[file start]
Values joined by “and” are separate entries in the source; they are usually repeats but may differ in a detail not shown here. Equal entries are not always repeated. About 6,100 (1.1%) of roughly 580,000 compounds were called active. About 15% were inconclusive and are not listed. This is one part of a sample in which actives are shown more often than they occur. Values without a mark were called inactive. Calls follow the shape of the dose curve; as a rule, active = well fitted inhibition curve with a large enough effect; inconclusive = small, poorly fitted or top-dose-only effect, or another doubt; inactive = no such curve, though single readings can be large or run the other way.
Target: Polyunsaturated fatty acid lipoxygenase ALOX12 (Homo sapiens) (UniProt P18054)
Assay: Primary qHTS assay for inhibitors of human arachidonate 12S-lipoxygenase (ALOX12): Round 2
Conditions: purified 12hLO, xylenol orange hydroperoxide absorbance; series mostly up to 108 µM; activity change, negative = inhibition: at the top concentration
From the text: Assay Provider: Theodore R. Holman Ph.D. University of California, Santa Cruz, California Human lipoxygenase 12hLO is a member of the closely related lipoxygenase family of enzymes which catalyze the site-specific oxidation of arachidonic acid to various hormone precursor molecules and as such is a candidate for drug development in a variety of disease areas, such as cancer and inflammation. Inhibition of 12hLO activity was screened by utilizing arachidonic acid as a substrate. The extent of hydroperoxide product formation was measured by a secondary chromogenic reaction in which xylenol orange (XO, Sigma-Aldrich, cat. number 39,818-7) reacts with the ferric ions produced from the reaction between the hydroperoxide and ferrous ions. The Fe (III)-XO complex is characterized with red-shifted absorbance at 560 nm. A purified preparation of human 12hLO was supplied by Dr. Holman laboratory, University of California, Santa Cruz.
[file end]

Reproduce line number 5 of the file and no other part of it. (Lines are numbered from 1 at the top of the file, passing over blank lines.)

From the text: Assay Provider: Theodore R. Holman Ph.D. University of California, Santa Cruz, California Human lipoxygenase 12hLO is a member of the closely related lipoxygenase family of enzymes which catalyze the site-specific oxidation of arachidonic acid to various hormone precursor molecules and as such is a candidate for drug development in a variety of disease areas, such as cancer and inflammation. Inhibition of 12hLO activity was screened by utilizing arachidonic acid as a substrate. The extent of hydroperoxide product formation was measured by a secondary chromogenic reaction in which xylenol orange (XO, Sigma-Aldrich, cat. number 39,818-7) reacts with the ferric ions produced from the reaction between the hydroperoxide and ferrous ions. The Fe (III)-XO complex is characterized with red-shifted absorbance at 560 nm. A purified preparation of human 12hLO was supplied by Dr. Holman laboratory, University of California, Santa Cruz.